There’s a small subset of American who are beset with a terrible affliction. They look at forests and see nothing but money. Instead of clear-running streams, they see clear cuts. Instead of sun filtering through the overstory, they see smoke. They are destroyers beholden to a sad sort of greed that runs counter to logic. And they’re coming for what’s yours.
The Tongass National Forest in Alaska is under threat by this tiny but powerful minority who want to build industrial logging and mineral extraction roads through one of the last great forests in North America. They want to turn a million-year-old, 9.2-million-acre forest into cardboard boxes, toilet paper, and toothpicks.
They also want to roll back a prohibition on logging old-growth forest there, opening up to 165,000 acres for the skidders and feller-bunchers. And then presumably stroke their oiled, cartoon-villain mustaches while some of the best trout and salmon rivers we have left run brown.
The last day of the public comment period—the “speak now or forever hold your peace” moment for the Tongass—is tomorrow. Do one last good deed this year and stand with the forest by weighing in. Tell them you’re for Alternative 1 (to leave the place alone). It’s doing pretty well without us. (Go here, if you need a template for what to say.)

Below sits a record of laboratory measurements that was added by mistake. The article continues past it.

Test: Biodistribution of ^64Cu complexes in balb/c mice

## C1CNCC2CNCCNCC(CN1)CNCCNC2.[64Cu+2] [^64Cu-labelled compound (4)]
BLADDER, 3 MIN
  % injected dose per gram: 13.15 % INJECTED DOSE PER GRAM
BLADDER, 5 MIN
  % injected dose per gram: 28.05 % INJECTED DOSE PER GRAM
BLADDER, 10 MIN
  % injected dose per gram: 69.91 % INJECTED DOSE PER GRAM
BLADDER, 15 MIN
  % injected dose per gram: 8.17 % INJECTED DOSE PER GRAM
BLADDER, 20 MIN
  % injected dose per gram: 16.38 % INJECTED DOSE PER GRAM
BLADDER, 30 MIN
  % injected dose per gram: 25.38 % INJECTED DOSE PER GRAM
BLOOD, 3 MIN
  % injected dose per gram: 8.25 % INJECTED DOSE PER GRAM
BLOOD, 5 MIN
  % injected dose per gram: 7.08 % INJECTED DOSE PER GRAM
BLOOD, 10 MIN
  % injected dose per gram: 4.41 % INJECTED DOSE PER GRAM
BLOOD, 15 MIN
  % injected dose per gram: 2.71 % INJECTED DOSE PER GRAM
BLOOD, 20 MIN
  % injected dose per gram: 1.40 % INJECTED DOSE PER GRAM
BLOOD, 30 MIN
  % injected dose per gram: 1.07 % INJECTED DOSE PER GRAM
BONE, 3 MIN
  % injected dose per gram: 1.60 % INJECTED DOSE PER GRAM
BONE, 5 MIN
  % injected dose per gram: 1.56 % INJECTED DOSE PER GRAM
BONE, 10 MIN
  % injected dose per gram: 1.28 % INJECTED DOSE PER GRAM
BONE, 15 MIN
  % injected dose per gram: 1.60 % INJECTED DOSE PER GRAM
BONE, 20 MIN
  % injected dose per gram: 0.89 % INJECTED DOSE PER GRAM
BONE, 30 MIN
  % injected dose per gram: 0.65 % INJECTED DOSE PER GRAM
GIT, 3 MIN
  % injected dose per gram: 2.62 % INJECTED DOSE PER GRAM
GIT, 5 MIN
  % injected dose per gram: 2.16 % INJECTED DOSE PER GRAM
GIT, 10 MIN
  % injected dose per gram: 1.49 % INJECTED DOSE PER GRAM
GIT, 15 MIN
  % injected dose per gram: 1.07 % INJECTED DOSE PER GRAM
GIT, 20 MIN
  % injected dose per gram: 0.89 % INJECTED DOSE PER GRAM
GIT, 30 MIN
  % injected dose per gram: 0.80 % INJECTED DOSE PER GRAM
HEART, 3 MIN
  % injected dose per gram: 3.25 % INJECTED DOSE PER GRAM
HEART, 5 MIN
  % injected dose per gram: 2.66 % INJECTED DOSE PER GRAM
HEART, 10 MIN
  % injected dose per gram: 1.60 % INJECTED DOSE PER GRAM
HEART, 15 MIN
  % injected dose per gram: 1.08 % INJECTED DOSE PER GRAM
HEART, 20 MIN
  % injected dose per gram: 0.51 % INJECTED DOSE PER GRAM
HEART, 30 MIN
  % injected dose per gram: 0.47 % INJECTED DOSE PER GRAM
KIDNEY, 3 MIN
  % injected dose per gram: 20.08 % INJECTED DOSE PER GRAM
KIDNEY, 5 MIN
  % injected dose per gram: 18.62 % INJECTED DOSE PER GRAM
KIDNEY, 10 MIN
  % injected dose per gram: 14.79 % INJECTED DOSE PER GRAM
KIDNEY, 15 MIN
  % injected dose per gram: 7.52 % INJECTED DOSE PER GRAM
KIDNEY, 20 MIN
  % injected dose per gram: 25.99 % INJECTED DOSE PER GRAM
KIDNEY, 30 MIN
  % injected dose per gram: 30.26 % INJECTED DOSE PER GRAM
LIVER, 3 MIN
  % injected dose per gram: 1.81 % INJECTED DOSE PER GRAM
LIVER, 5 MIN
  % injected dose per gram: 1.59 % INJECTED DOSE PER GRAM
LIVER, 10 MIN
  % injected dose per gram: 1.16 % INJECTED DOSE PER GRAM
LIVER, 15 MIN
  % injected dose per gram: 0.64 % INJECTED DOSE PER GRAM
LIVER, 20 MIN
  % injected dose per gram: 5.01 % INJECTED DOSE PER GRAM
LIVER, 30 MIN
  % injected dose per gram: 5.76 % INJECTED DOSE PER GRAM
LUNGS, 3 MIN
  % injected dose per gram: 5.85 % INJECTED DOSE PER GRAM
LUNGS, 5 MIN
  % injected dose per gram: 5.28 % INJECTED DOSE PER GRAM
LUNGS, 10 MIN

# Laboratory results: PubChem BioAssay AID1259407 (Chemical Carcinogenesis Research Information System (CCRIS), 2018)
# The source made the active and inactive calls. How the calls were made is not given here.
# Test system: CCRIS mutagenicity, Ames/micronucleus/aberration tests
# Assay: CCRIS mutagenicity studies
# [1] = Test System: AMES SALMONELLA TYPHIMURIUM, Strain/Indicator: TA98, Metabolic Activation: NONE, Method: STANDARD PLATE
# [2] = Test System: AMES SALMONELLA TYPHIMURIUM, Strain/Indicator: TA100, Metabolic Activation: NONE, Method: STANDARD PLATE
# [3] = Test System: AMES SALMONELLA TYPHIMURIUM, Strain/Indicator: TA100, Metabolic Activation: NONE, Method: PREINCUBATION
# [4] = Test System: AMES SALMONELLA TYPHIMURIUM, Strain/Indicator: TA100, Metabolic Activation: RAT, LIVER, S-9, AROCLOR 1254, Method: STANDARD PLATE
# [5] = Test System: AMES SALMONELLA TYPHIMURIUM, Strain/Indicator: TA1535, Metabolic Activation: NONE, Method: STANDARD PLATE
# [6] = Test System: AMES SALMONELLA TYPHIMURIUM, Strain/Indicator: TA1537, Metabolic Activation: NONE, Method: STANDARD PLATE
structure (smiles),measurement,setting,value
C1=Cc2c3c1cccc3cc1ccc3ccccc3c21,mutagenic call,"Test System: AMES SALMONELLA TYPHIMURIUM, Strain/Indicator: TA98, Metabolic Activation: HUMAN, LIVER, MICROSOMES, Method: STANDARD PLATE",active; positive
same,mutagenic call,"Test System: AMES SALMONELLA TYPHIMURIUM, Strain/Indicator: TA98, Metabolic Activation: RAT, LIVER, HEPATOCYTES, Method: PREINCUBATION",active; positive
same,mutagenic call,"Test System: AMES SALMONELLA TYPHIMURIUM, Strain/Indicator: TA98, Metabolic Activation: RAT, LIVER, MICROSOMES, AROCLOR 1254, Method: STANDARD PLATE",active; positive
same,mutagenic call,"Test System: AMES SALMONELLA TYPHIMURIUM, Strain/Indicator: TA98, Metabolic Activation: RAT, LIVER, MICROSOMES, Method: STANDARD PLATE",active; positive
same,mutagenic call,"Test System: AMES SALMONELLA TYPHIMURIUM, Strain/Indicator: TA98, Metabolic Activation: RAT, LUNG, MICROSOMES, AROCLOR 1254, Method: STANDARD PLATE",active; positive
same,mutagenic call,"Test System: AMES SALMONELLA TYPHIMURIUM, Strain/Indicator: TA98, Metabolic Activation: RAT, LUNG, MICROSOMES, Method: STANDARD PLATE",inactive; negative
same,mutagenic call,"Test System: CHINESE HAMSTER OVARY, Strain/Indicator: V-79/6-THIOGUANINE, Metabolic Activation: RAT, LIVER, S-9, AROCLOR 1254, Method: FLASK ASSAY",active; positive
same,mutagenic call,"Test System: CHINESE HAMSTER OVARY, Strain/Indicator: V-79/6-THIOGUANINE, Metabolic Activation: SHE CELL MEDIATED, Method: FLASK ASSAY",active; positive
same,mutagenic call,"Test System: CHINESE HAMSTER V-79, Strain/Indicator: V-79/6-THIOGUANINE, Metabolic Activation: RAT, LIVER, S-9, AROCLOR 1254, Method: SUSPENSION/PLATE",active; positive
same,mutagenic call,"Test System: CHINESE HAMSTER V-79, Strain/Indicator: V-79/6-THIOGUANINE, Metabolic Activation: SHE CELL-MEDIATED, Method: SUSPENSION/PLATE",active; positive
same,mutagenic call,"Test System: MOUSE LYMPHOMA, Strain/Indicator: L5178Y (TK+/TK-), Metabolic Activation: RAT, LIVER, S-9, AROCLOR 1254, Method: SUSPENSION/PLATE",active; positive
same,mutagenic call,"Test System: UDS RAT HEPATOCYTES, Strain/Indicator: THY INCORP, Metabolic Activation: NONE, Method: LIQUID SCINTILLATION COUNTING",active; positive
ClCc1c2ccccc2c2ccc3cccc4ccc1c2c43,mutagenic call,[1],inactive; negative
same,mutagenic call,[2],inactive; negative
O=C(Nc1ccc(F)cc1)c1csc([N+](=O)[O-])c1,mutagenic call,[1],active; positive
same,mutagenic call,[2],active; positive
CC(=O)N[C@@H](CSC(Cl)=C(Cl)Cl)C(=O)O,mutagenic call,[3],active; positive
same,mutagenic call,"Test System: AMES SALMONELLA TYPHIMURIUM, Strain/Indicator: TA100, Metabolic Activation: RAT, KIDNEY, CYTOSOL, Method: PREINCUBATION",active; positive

This isn’t about jobs: Just 100 jobs – fewer than 1 percent of the jobs in the region – come from logging. This isn’t about state’s rights: Those forests are national public land that belong to us all and have for decades. The 2001 Roadless Rule that protects the area drew 95 percent support during its public comment period. This isn’t about lack of resources: The other 8 million acres of the Tongass National Forest has no such roadless restrictions.
This is about the greed of a tiny minority and the expense we will all be forced to pay for it. According to the watchdog group Taxpayers for Common Sense, the U.S. Forest Service has, since 1999, spent nearly $632 million to develop logging sites in the Tongass, while taking in just $33.8 million from actual timber sales there. Which is to say the wood is worth less than nothing when cut.
And the argument that they’ll replant all those logged acres? That’s a greenwash. In the few decades that will pass before that monoculture forest is logged again, none of the biodiversity will have had a chance to recover. The forest won’t be the same and it won’t grow back. All that’s left to do is protect it.